$14; 216 pp.

How many fashion faux pas does someone have to endure before everyone understands that plumber’s butt and muffin tops are not acceptable? Don’t those people look in mirrors before they leave the house? Do you need to rent a plane and sky-write “Wear pants that fit?” It’s enough to make you scream or want to break down in public — but you hate that.

But that’s not the only thing that you hate. There are dozens more, as you’ll see in Stuff That Makes a Gay Heart Weep.

So somebody gives you a bottle of cheap booze or wine. Or you got tacky home décor for Christmas. These kinds of things make you want to simply crawl into a fetal position until it all goes away … and they’re all throughout this book.

Justin Bieber: Now he really makes you want to bawl your eyes out. So does Richard Simmons and a certain Mama Grizzly with lipstick. The Kardashians — sniff. Guidos and Guidettes — pah! And that Angelina Jolie and Hugh Jackman are not gay? Waterworks.

If this book doesn’t make you weep from laughter, there’s something wrong. It’s absolutely hilarious.

With his signature snarky sense of humor and his feel for the absurd, author Freeman Hall pokes fun at kitschy, faddish, everyday things, places and people that practically beg to be ridiculed. There are more than 200 entries so hilariously, awfully tragic that you don’t have to be gay to want to break down in tears, even if you’re a guilty party (though it doesn’t hurt). And once you’re done reading, you almost have to come up with your own “Stuff List.”
Wrap yourself in your Snuggie because you need a good laugh out loud. Stuff That Makes a Gay Heart Weep is an absolute scream.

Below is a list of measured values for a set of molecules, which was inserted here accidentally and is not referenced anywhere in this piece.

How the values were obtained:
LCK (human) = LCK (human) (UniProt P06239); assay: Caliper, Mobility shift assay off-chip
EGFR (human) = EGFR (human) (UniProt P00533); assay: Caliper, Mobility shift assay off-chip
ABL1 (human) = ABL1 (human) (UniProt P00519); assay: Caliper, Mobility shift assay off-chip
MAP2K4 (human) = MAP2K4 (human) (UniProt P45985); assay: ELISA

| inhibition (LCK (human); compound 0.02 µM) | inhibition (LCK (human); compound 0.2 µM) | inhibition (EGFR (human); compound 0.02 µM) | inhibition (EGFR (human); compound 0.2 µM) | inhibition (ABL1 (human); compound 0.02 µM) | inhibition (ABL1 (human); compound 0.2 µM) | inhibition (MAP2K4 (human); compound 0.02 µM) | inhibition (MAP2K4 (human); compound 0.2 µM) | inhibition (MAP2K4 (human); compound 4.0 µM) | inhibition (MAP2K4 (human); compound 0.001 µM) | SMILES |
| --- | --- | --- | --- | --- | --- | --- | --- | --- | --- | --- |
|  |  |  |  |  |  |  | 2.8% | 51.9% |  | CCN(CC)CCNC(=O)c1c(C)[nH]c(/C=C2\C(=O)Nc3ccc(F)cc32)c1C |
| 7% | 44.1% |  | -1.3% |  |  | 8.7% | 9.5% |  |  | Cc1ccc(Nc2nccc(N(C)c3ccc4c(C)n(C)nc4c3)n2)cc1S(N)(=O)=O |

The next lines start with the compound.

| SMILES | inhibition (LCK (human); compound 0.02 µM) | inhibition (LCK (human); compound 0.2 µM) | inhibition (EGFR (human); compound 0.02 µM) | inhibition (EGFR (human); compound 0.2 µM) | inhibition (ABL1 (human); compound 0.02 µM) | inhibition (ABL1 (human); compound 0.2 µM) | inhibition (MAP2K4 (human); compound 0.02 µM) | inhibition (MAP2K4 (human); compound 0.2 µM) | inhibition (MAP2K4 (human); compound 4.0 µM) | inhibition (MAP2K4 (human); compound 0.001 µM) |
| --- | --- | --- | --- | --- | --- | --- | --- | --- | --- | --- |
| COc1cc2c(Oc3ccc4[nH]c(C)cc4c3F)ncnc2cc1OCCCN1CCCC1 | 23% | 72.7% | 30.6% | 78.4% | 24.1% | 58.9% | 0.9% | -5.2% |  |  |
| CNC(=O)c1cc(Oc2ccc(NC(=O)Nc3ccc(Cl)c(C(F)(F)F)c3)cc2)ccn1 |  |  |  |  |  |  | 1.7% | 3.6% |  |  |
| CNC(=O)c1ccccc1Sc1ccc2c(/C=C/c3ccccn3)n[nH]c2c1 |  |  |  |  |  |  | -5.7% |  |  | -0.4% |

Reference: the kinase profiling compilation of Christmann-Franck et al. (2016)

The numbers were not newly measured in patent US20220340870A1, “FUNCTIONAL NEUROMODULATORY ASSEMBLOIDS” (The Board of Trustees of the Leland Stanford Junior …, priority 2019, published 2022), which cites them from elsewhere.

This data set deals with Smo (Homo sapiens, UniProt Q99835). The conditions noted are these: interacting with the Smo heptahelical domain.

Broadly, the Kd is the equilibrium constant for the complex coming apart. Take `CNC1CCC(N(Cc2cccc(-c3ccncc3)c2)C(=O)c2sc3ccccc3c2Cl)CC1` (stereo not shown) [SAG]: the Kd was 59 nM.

— Terri Schlichenmeyer

This article appeared in the Dallas Voice print edition December 17, 2010.

—  Kevin Thomas

San Antonio activist Roberto Flores dies at 75

Roberto Flores, left, and his husband Dan Graney were together for 36 years.

Roberto J. Flores, a longtime San Antonio activist who was the first openly gay chair of the Bexar County Democratic Party, died Thursday, Sept. 2 at 75. Flores was co-chair of Stonewall Democrats of San Antonio, and his widower, Dan Graney, is president of the Texas Stonewall Democratic Caucus. QSanAntonio reports:

Flores was a Democratic Party precinct chair in Bexar County from 1999 to December of 2009, when he was elected the first openly gay County Chair of the Bexar County Democratic Party on an interim basis and served in that capacity until May of this year. He has been a delegate to every Texas Democratic Convention since 2000. He also has many years experience as an election judge.

Flores was a member of the Board of Directors of Equality Texas, a singing member of the Alamo City Men’s Chorale and member of the Alamo Business Council and the Rainbow Garden Club. For the past three years, he has been a faculty member of the GLBT sensitivity training for cadets in the San Antonio Police Academy. On October 15, 2009, Flores and Graney celebrated their 35th anniversary by getting married in a civil ceremony in Vermont.

Funeral arrangements have not yet been announced.

—  John Wright